Education Governance

As part of its lobbying work, SBID leads efforts to persuade the Government, politicians and official groups on issues around higher education.

SBID meets with stakeholders, civil servants and other relevant contacts to discuss current issues and exchange information to help set revised government policy.

Interior Design Degree Courses

The Department for Business, Innovation and Skills (BIS) sets the criteria for each course designation and, referring to HEFCE’s analysis, decides whether or not an alternative provider’s course should be designated or de-designated.

The Higher Education Funding Council England (HEFCE) monitors for compliance with the categories and conditions of specific course category designation, but regulatory oversight of alternative providers remains with The Department for Business, Innovation and Skills (BIS).  HEFCE advises the Student Loan Company (SLC) when a course has been designated. SBID recognise interior design courses provided by a degree-empowered university and is independently recognised by The Higher Education Statistics Agency (HESA) for Key Independent Statistics.

Department of Business, Innovation and Skills

The Department for Business, Innovation and Skills (BIS) is a ministerial department of the UK Government.

BIS is responsible for:

  •  supporting British businesses to increase productivity and compete anywhere in the world
  • supporting innovation and developing the UK’s science and research industry, which is important to help economic growth
  • making sure consumer law is fair for consumers and businesses, and that consumers know their rights to be able to use them effectively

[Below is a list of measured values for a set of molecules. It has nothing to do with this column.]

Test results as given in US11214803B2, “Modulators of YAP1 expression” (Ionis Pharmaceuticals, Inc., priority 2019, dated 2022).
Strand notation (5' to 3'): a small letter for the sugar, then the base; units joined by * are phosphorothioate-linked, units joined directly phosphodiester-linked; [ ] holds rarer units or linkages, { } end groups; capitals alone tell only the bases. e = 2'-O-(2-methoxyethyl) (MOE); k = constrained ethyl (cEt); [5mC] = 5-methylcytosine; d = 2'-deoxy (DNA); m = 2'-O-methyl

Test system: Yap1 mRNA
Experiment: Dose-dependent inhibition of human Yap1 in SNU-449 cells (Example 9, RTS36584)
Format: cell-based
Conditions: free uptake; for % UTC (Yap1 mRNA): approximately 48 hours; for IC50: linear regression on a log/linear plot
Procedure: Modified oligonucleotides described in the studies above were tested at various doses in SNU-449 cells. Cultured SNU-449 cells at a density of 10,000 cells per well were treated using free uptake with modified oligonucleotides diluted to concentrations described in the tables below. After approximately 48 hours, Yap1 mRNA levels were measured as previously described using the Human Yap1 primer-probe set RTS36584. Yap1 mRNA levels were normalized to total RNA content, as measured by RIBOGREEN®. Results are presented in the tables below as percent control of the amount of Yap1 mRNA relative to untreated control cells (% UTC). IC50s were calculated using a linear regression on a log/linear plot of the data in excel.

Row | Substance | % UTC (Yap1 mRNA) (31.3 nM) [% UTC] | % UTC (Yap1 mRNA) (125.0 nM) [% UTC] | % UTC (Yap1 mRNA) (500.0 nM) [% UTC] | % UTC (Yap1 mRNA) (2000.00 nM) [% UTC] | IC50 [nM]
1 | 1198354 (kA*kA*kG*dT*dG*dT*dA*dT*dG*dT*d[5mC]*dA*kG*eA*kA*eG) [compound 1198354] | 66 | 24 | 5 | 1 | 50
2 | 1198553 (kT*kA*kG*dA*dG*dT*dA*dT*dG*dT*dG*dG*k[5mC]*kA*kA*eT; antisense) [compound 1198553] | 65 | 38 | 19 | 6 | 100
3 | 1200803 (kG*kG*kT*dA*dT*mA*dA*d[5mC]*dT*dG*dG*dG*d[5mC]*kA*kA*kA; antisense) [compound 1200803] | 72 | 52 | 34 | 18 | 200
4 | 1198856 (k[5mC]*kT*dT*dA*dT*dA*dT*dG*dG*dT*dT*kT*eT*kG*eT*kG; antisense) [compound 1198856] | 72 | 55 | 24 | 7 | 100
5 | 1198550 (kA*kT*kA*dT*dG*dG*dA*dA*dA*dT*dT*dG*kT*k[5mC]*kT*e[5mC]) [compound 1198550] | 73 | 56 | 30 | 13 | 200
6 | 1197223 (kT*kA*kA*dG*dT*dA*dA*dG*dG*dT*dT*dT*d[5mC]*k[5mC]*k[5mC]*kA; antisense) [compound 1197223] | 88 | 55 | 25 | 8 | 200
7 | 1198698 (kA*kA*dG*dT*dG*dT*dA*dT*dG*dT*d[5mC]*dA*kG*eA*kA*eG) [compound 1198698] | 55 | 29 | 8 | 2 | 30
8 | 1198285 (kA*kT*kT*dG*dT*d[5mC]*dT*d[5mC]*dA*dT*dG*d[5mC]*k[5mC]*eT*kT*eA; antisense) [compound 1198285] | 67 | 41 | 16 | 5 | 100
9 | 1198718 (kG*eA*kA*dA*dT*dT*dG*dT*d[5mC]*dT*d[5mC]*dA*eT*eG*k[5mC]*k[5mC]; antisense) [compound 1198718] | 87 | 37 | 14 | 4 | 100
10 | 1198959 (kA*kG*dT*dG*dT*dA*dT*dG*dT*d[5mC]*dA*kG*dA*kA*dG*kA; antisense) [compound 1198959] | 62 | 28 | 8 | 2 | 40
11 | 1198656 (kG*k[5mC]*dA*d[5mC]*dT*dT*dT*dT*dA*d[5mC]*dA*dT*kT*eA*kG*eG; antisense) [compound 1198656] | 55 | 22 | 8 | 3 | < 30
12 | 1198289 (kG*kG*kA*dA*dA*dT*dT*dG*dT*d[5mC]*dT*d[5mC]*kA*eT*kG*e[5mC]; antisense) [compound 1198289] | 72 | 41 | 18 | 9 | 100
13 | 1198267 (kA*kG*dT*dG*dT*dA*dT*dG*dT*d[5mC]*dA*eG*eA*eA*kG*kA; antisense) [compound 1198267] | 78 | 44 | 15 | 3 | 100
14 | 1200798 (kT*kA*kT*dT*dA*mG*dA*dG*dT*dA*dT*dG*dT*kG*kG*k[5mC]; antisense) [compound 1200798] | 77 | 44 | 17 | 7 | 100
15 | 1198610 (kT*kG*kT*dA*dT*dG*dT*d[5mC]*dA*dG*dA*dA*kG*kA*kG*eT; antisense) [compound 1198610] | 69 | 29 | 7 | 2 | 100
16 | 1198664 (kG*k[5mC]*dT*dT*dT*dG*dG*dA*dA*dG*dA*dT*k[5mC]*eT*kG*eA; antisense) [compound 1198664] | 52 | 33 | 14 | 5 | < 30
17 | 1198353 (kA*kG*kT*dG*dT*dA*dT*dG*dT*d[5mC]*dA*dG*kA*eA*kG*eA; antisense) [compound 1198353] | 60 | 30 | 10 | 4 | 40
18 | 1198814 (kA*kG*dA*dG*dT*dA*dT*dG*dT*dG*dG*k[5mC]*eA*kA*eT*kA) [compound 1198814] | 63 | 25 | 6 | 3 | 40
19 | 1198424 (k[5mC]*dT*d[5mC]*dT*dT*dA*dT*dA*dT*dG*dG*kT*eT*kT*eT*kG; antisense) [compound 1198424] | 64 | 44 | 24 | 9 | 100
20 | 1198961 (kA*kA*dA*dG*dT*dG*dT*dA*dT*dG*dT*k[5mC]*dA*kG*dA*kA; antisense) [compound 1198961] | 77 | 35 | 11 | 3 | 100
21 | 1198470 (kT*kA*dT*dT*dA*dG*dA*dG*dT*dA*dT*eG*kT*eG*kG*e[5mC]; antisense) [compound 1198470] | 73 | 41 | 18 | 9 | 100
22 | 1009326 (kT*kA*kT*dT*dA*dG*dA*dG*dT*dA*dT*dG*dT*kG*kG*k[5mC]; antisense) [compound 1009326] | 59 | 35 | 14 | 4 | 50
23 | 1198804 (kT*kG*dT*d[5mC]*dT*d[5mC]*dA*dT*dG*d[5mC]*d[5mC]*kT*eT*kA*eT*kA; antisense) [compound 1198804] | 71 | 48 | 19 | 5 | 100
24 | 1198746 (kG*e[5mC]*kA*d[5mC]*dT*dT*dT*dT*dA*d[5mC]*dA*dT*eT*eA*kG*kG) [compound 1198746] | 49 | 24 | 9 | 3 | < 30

• working with further and higher education providers to give students the skills they need to compete in a global employment market
  • Improvement and efficiency of regulation – by reducing the amount of regulation and providing it so that it is easy to understand for all of society, BIS can help businesses cut time, save money and be more efficient.

BIS is supported across the full range of its work by 47 agencies and public bodies.

Legal status:  Ministerial department of the UK Government.

Funded by:    The Treasury.

Remit:             UK wide for research policy. (England only  for higher education).

Role:               Regulation of higher education

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BIS has overall responsibility for ensuring delivery of the governments policy in higher education, science, and innovation. It provides funding received from the treasury for those in teaching and learning, in research, and knowledge exchange. BIS also distributes funding for activities in education research through Research Councils UK. Importantly, BIS directs and oversees the Office for Fair Access (OFFA) by providing a direction and guidance document. It also oversees the work of the not for profit Student Loan Company (SLC) and the Higher Education Funding Council for England (HEFCE).

BIS manages the process and awards of the degree-awarding powers and university college title and the decisions on eligibility for university HEFCE funding. For alternative providers, BIS also determines the processes of specific course designation and sets the controls on the number of students for a course and the student support systems.

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Higher Education Funding Council for England

The Higher Education Funding Council for England (HEFCE) is a public sector body which provides funding for continuing development and excellence of higher education in England through policy and research activities.

It invests funds to promote opportunity, choice, innovation and excellence in research, teaching and knowledge exchange.

As the English lead regulator HEFCE works for the interest of students to monitor the financial sustainability of higher education providers and to ensure that the quality of teaching, learning and research is accurately and financially assessed independently.  It advises Government and the sector on policy and practice and adds a voice of authority in the wider debate on higher education issues, encouraging and supporting the positive contribution that higher education makes to the economy and to society.